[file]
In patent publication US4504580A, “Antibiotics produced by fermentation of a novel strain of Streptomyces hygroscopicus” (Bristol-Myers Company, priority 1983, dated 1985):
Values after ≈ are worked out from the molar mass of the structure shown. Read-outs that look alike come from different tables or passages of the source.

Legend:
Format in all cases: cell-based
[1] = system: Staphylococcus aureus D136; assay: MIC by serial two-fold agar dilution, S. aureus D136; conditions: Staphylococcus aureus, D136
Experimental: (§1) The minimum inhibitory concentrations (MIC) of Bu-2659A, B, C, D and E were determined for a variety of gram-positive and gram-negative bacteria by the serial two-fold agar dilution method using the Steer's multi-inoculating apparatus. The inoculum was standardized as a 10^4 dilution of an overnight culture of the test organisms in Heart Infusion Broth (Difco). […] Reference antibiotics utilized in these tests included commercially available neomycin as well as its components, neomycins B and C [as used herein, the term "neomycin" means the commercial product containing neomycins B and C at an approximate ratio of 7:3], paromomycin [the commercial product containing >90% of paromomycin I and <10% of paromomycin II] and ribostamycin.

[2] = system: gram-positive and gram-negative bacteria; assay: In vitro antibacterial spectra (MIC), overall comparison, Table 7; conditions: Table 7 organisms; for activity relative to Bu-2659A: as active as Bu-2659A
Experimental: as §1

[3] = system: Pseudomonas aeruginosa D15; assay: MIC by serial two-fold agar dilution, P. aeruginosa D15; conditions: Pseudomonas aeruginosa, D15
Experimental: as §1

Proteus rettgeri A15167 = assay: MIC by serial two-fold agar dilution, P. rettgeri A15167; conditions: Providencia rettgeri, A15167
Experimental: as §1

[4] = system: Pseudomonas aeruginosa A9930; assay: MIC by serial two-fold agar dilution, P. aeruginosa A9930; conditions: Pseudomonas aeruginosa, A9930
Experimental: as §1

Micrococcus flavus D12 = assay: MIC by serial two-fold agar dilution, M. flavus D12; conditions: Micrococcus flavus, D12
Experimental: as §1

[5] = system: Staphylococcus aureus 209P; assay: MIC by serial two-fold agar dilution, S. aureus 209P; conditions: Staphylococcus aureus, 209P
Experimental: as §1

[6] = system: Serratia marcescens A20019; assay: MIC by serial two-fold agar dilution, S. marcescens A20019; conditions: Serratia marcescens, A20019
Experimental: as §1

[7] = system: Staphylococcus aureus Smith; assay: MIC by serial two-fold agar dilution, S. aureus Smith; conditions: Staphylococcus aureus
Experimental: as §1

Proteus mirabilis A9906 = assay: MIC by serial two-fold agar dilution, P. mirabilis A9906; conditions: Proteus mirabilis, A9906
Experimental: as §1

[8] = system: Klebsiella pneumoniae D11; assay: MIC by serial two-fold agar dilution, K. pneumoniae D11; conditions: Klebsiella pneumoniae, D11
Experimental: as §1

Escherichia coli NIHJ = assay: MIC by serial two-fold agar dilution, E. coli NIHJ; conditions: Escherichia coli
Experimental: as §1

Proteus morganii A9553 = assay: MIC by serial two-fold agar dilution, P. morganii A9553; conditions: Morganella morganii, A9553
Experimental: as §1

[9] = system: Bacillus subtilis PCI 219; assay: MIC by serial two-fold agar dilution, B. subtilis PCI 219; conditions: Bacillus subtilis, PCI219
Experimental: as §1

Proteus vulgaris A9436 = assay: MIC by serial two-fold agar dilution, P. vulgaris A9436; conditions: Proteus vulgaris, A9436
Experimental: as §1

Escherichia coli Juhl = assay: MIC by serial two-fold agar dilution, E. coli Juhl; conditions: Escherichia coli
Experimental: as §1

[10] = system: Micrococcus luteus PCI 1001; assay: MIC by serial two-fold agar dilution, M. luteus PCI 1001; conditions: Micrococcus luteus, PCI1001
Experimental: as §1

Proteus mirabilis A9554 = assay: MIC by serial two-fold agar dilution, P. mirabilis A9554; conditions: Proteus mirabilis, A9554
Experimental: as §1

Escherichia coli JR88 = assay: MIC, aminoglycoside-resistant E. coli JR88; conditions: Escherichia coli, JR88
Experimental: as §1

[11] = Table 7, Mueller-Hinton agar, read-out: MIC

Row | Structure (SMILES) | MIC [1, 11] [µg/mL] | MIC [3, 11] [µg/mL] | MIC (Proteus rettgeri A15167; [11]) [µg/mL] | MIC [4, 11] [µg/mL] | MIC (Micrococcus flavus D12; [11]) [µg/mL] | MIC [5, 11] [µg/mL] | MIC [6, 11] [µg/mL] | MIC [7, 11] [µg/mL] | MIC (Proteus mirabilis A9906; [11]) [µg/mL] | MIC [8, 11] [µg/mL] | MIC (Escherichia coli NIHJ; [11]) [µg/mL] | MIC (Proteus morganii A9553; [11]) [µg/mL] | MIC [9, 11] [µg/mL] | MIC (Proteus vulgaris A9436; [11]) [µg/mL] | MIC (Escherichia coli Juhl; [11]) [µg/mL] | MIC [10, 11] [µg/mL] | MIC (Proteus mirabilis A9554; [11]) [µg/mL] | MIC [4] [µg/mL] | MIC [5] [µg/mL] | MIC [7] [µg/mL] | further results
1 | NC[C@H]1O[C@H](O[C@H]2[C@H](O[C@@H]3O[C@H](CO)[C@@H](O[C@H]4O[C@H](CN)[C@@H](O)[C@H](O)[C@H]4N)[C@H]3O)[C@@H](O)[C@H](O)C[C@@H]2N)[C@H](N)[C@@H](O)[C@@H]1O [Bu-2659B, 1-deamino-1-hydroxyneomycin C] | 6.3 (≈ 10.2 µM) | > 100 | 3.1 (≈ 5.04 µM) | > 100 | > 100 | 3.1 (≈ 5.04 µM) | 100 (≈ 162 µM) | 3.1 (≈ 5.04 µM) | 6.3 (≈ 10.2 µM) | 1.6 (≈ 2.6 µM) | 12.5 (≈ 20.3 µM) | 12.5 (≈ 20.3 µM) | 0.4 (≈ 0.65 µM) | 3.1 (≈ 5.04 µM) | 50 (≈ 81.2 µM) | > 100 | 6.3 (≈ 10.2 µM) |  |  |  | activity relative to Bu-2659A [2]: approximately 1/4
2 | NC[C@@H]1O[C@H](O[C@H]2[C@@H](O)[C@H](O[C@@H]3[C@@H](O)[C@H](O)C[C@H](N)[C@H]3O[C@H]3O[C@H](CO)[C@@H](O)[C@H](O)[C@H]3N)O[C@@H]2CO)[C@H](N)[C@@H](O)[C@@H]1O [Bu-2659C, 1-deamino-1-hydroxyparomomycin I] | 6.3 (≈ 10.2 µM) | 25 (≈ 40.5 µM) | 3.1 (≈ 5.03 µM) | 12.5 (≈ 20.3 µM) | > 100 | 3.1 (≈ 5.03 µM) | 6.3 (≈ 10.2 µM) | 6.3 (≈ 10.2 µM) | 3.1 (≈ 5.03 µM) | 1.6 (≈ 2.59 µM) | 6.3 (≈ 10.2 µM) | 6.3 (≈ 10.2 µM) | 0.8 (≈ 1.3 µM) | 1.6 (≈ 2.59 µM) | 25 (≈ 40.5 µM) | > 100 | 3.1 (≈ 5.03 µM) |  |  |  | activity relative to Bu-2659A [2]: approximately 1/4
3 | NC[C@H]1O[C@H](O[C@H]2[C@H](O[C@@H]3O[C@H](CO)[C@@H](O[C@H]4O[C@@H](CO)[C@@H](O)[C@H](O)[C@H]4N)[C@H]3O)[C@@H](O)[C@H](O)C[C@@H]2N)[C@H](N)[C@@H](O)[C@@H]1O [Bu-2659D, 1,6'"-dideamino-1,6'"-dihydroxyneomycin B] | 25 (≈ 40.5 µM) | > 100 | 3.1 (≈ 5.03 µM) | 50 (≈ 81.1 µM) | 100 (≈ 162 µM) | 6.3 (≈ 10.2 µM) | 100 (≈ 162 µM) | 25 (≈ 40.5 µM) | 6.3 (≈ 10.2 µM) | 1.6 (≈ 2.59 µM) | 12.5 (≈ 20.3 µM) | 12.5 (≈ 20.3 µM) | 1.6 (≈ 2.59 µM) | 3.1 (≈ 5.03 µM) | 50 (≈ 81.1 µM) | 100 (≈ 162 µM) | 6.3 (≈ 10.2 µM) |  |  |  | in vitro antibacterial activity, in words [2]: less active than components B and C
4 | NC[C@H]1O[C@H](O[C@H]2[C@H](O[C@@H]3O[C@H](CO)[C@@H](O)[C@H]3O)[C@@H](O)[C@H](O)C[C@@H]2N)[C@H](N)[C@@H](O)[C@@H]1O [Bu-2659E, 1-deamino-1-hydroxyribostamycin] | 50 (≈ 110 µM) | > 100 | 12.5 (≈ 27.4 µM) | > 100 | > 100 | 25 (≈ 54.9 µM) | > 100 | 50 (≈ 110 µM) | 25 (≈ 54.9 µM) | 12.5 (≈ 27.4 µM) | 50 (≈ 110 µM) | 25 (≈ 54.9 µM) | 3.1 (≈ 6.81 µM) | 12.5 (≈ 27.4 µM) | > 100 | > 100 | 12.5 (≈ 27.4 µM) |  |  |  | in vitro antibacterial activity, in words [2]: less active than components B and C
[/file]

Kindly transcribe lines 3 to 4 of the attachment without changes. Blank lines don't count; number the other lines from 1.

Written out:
Legend:
Format in all cases: cell-based